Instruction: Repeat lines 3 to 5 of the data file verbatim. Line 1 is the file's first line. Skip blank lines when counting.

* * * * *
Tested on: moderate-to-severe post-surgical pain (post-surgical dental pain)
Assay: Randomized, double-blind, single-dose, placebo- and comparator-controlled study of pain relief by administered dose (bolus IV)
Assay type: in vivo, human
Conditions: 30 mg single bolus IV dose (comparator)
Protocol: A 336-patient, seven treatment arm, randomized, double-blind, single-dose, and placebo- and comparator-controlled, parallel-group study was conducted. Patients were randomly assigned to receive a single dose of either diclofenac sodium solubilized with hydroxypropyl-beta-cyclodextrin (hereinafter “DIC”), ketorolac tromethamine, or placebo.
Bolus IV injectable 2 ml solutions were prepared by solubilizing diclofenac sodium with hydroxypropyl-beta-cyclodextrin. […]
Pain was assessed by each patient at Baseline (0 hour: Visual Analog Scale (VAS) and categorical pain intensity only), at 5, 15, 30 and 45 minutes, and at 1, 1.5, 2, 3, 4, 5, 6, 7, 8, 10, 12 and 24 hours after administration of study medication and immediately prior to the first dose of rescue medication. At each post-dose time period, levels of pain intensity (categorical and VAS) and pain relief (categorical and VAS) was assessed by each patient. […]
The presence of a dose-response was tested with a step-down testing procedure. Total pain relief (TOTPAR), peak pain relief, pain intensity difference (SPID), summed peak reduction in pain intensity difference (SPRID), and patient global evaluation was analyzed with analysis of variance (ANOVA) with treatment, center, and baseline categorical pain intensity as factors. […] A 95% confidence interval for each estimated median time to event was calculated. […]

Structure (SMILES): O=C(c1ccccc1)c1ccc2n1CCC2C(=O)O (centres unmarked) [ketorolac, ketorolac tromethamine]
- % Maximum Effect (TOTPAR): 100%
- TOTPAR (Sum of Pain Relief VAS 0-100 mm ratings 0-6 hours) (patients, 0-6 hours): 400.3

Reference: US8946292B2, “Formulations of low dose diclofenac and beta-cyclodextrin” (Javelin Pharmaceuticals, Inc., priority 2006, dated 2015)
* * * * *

Assay type: in vivo, human
Conditions: 30 mg single bolus IV dose (comparator)
Protocol: A 336-patient, seven treatment arm, randomized, double-blind, single-dose, and placebo- and comparator-controlled, parallel-group study was conducted. Patients were randomly assigned to receive a single dose of either diclofenac sodium solubilized with hydroxypropyl-beta-cyclodextrin (hereinafter “DIC”), ketorolac tromethamine, or placebo.